The use of sedation to promote patient comfort and safety within the intensive care unit (ICU) is a foundation of critical care practice. As such, sedation-related practice guidelines are routinely evaluated and refined. It is widely accepted that heavy sedation of critically ill patients should be limited to specific circumstances (eg, intracranial hypertension and severe respiratory failure), and instead, providers should target light sedation in most cases. Notable ambiguity persists concerning the definition of light sedation; however, a widely accepted definition describes light sedation as using a sedative dose that allows the patient to respond to 3 simple commands (eg, open eyes, squeeze hand, stick out tongue). The 2 most-used measures of sedation (and agitation) are the Sedation-Agitation Scale (SAS) and the Richmond Agitation-Sedation Scale (RASS). However, scholars and clinicians have proposed various thresholds for light sedation that differ from those proposed by the developers of the SAS and RASS....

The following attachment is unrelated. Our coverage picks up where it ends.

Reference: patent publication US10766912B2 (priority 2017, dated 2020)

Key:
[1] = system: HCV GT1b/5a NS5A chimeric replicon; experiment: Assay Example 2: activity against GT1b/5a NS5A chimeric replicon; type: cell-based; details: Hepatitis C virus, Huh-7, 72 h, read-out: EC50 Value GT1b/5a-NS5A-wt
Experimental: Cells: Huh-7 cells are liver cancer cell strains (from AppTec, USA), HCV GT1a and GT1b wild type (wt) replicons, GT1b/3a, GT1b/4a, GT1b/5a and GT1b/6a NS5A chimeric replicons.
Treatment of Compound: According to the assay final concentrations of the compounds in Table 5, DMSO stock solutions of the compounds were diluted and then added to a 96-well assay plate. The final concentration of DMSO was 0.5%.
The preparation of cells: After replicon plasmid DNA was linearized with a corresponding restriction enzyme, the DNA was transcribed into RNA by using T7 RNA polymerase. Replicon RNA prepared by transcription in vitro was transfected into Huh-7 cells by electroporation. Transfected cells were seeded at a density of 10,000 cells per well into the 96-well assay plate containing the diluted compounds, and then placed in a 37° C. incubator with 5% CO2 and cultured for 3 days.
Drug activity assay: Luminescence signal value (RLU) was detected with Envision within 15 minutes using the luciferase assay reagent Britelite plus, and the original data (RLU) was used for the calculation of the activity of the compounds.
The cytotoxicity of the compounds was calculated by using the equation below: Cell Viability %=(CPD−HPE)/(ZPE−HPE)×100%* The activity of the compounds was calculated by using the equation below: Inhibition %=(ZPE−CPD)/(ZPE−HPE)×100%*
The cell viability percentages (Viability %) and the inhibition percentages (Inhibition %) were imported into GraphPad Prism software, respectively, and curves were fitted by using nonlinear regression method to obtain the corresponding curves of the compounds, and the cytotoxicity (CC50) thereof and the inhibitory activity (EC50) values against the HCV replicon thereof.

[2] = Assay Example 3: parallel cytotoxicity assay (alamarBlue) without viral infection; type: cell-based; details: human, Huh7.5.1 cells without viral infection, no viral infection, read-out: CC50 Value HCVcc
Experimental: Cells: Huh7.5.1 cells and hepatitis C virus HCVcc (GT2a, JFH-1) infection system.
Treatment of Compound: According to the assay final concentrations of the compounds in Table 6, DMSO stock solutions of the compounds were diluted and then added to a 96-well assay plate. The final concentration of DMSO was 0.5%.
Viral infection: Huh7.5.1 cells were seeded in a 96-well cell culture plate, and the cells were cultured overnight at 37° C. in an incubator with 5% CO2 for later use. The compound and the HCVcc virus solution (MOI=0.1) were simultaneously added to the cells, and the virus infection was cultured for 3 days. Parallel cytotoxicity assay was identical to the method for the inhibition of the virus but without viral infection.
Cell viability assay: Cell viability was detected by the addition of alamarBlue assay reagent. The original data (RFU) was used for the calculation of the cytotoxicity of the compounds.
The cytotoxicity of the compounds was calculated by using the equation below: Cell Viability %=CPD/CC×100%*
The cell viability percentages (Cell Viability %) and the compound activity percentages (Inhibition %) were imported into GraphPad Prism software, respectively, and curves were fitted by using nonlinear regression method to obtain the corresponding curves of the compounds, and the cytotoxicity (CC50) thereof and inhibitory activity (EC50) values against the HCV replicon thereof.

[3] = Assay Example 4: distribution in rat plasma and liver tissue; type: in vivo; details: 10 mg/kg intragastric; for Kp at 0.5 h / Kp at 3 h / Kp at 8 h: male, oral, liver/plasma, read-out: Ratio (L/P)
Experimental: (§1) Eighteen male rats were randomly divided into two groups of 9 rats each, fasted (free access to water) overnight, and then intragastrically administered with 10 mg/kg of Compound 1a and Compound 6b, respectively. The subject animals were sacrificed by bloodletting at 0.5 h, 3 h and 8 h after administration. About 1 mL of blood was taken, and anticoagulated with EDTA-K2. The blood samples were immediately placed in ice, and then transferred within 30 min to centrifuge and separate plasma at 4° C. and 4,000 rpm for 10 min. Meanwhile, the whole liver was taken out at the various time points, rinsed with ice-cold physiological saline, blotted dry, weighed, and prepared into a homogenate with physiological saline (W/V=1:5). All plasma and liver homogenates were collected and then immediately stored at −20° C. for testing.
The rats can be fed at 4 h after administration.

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Evidence-Based Review| May 01 2022
Discussion Guide for the May Article
Grant A. Pignatiello, PhD, RN
Am J Crit Care (2022) 31 (3): 209–210.
Grant A. Pignatiello; Discussion Guide for the May Article. Am J Crit Care 1 May 2022; 31 (3): 209–210. doi: https://doi.org/10.4037/ajcc2022480
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